By: Nida Zafar, 2018
In patients with polycystic kidney disease, it’s an effective therapy to reduce kidney volume. That is one of the conclusions researcher and TRP graduate (Class 2017) Andrei Iliuta came to during his fellowship with Dr. York Pei at Toronto General Hospital, University Health Network, where he studied sclerotherapy.
“That is a good thing because kidney volume is considered to be a marker for polycystic kidney disease,” said Iliuta during a one-on-one interview. “If you reduce it, there’s a chance you’ll slow down disease progression” he added.
He did this project through the use of interviews with stakeholders relevant to his work. This includes nephrologists and interventional radiologists. “I asked them questions about what they thought barriers to the diffusion of this new treatment could be,” he said.
Iliuta credits TRP with aiding him in his continuing projects. He said that is where he was able to learn how to effectively perform the qualitative analysis necessary to perform qualitative research into the barriers to dissemination and adoption of this new treatment.
“I learned a lot about how to sell one’s idea, how to make it interesting and easily understandable to people who are not accustomed to the language we use on a daily basis and how to defend a project successfully to obtain the necessary funding,” Iliuta said.
The TRP also teaches the “different steps one must follow [to] shape an idea, intervention, or drug effectively from the very first studies to actual implementation and commercialization.”
The TRP program emphasizes the Translational Thinking Framework. Through the use of human-centred design, the problem is iteratively explored and analyzed. The TRP students develop qualitative research skills such as interviewing techniques and focus groups. It stresses understanding the challenge from the perspective of the people at the center of the problem and allowing them to be engaged in the problem exploration.
This is key to understanding the problem, who is at the center of it and how to find a solution. Solutions are explored and shaped only after the problem is well understood. In Iliuta’s case, he had a treatment but no clear path to disseminate it and ensure it would be first validated and then adopted.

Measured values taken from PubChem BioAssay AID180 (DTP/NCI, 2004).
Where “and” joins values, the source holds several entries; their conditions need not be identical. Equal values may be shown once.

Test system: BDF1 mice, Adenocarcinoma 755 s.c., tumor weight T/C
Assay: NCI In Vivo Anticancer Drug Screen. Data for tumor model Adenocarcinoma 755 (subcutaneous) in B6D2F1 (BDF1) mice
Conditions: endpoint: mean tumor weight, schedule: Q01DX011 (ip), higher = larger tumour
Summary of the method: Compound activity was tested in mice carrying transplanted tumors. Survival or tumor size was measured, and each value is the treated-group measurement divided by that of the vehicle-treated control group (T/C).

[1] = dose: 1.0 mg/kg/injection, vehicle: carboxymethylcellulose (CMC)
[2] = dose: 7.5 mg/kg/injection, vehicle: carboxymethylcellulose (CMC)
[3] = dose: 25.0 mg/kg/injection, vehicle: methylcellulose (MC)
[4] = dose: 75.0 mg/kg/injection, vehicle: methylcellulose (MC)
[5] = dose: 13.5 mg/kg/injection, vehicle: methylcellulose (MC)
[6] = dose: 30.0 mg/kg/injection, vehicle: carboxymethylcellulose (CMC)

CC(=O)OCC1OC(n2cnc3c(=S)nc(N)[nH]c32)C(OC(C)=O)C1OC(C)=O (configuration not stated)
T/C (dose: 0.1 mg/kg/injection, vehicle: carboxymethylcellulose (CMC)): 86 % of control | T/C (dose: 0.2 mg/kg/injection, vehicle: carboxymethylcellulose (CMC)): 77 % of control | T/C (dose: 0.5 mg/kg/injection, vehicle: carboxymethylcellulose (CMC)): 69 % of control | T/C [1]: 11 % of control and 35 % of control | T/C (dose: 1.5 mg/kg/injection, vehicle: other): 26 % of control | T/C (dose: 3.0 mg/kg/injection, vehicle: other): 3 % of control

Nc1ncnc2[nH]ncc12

Through this process, Iliuta explored not only the challenge of dissemination and adoption but he also learned that before a fixed solution can be reached, the researcher may have to go back and improve the solution to accommodate what is learned about the system, the context, and the community where the solution will be adopted. It’s not about the final product but improving it to be better, something TRP emphasizes.
Iliuta came to Canada in 2001 when his family got a work opportunity at Laval University. Before Iliuta moved to Québec, he lived in Romania with his family. He spoke French for most of his life which he learned from living in Belgium between the ages of 5 and 7 and attending multiple French-language schools across Europe.
Iliuta recently finished a poetry project. The published book titled “Le Nouveau Monde” contains classically structured poetry. The book is in French, to pay homage to his French-speaking background.
“The themes range from mythological ideas and images to more personal events in my life,” he said.
His favourite piece of poetry from his book is inspired by the famous Austrian painter Gabriel von Max’s artwork on one of Jesus’ miracles. The artwork is on display at the Montreal Museum of Fine Arts.
Iliuta not only has a love for poetry but literature as well.
“I was introduced to books when I was very young by my great grandmother. It just stuck with me and it has become a tremendous passion in my life. I don’t know where I would go if I didn’t have the time and ability to read and write,” he said.
Iliuta is currently a Ph.D. student at the Institute of Medical Science, University of Toronto studying kidney disease and focusing on anabolic interventions. He hopes to become a principal investigator and have an independent practice, while also becoming an accomplished writer.
By: Nida Zafar, 2018